British Irish Chamber of Commerce: Imports extension ‘necessary’
The British Irish Chamber of Commerce is encouraging agri-businesses to make use of what it calls a ‘necessary’ extended grace period, to prepare for the changes to come.
In a statement welcoming the government’s announcement yesterday (Tuesday, September 14) Paul Lynam, director of Policy at the British Irish Chamber of Commerce said: “The British Irish Chamber of Commerce encourages firms within the agri-food sector to use this extended grace period to prepare.
“This pragmatic approach is necessary so that the UK Government can make the necessary preparations for full customs controls to ensure an orderly transition that does not unduly disrupt trade.
New import controls on agri-food products will now enter force from the January 1, with physical checks on Sanitary and Phytosanitary (SPS) goods at Border Control Posts due to occur from July 2022.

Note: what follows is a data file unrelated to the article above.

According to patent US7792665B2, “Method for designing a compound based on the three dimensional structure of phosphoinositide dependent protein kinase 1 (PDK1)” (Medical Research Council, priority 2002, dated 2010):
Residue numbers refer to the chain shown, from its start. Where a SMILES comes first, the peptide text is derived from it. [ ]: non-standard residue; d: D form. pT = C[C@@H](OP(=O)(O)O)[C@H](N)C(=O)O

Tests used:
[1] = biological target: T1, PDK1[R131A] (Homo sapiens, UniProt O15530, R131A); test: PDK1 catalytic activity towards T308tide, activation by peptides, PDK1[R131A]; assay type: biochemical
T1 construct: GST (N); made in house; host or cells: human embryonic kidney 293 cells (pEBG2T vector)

“The Chamber urges the European Commission and the UK Government to use this time to streamline customs processes to ensure greater efficiency in trade with a particular focus on the need to reduce the pre-notification time period and the urgent need to introduce electronic Export Health Certificates.”
“This extension also allows businesses on both sides of the Irish Sea additional time to get ready for the new import restrictions and administrative barriers that they will soon come into force.”
Yesterday, the UK government announced that safety and security checks on EU produce at UK borders will now not be required until July 1, 2022.
Minister of State at the Cabinet Office, Lord Frost, said:
“We want businesses to focus on their recovery from the pandemic rather than have to deal with new requirements at the border, which is why we’ve set out a pragmatic new timetable for introducing full border controls.
Businesses will now have more time to prepare for these controls which will be phased in throughout 2022.
“The government remains on track to deliver the new systems, infrastructure and resourcing required.”